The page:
At last night’s regular meeting the Kodiak Island Borough Assembly approved increasing the amount of money that can be taken from the Facility Fund to pay school bond debt, as well a measure writing off old uncollectible debts.
KMXT’s Maggie Wall has this report on those two public hearing items as well as other action by the assembly.
Click arrow to listen to report, or go further down to read it.
The Kodiak Island Borough’s Facility Fund is used to maintain and repair borough buildings. It works like this, a large amount of money earns interest, and a portion is used for repairs. There are rules on how much money can be taken out and what it can be used for.
For instance, as Assembly Member Andy Schroeder explained, only half of the returns on investment could be used to pay the high school debt.
The measure approved last night changes that to 100 percent of the earnings, which may help one problem, but could create many more by not leaving money for repairs for other buildings.
“And that’s not our intention. When I got on the assembly, there was a message from staff and a warning from assembly members, don’t let your buildings rot. You’ve got to take care of them. You gotta do renewal and replacement, which we often call shorthand, R&R.”
The assembly held a lengthy discussion last night on whether it was better to leave money in the fund for much needed repairs, or change the limit on how much can be used to pay off bond debt.
As Assembly Member Julie Kavanaugh explains, the assembly was hopeful that the state would honor its commitment to pay the reimbursement for school debt on the high school. But, that didn’t happen, so the borough is short and must meet its obligations.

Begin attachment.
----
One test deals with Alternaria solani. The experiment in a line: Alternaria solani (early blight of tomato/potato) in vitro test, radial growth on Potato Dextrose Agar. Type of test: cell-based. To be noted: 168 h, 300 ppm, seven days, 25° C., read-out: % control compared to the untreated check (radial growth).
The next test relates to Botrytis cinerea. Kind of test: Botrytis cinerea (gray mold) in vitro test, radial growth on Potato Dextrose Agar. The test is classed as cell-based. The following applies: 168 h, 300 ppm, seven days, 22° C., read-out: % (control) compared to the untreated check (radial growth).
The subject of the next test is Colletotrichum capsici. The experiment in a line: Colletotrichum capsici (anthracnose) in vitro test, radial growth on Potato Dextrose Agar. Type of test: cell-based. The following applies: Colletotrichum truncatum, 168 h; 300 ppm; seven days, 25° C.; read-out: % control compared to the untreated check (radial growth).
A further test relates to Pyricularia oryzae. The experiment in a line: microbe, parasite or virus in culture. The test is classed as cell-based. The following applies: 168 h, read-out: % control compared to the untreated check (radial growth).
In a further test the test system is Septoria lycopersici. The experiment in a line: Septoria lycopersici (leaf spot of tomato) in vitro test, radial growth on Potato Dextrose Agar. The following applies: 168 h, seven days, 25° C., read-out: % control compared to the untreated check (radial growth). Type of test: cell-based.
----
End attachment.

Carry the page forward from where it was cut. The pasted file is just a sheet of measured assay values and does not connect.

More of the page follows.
“I am on the side of favoring this because I haven’t yet heard a solution to the problem other than this that makes enough sense. So if someone has a different solution I have open ears but we have yet to come to any other solution for the dilemma we’re in. When we voted our budget, some of us voted thinking that the state budget would come down differently, so we kind of hedged our bets. Hopeful, we didn’t want to raise taxes. Now we’re trying to rectify our budget by doing this.”
Assembly Member Scott Arndt introduced the measure.
“We sold bonds to do repairs and maintenance to our schools and buildings and felt it was appropriate to use those to pay part of that debt because of the shortfall from the governor. This is not that it will be 100 percent, but up to 100 percent. So each year it’s the assembly’s choice.”
Assembly Member Rebecca Skinner introduced an amendment to allow the 100 percent draw on earnings for the current year only. But Arndt said the governor’s new budget for next year doesn’t include funds to fix the problem so the borough may be right back at this point again next year. He urged assembly members to leave the time line open.
In the end that is how the assembly voted. To allow a full draw of returns for debt payments and to not put a time limit on that option.
The other public hearing last night was to authorize the finance department to write off years-old, non-collectible accounts that are still on the borough’s books.
While writing off public money is not ideal, it is a reality. Assembly Member Duane Dvorak.
“It’s always regrettable when it comes to something like this where you have to write these things off. But there’s no business or government that I’m aware of that doesn’t end up with a few of these dead accounts for whatever reason.
And finally, Bayside Fire Chief Howard Rue announced, that after 4 years at the helm he will be leaving.
With more than fifty years in uniform, he gave a heartfelt compliment to fellow firefighters.
“I want to say that of any position, job, situation, or place that I have lived or worked. I will miss you all Kodiak, Kodiak Bayside, the most. I can honestly say this is the best job I have had anywhere.”
Rue will leave his post next December. That, he said, would give the fire service district and the borough time to hire and train his replacement.